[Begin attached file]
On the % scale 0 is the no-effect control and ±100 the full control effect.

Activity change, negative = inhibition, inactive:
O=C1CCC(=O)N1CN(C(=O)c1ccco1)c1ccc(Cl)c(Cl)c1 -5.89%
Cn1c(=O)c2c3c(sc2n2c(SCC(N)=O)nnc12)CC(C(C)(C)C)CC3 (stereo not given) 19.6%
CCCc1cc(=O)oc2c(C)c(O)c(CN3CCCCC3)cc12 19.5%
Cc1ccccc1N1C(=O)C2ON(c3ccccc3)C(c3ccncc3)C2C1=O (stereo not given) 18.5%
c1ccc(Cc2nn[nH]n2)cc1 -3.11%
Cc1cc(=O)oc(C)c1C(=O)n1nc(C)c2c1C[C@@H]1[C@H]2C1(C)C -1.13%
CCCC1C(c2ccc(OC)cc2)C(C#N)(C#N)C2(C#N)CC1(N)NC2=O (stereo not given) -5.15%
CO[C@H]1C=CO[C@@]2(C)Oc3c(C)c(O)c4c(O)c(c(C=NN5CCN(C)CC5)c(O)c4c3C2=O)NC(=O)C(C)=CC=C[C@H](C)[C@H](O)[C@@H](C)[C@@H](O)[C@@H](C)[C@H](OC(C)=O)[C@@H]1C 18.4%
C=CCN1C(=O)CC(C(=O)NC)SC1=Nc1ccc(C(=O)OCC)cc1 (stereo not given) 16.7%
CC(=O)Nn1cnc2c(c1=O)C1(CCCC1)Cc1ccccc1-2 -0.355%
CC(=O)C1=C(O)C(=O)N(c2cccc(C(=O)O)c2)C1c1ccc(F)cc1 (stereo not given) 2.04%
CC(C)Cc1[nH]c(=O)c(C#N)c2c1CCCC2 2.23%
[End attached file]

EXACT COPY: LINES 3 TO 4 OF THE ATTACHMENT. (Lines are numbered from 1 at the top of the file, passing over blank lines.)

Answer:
O=C1CCC(=O)N1CN(C(=O)c1ccco1)c1ccc(Cl)c(Cl)c1 -5.89%
Cn1c(=O)c2c3c(sc2n2c(SCC(N)=O)nnc12)CC(C(C)(C)C)CC3 (stereo not given) 19.6%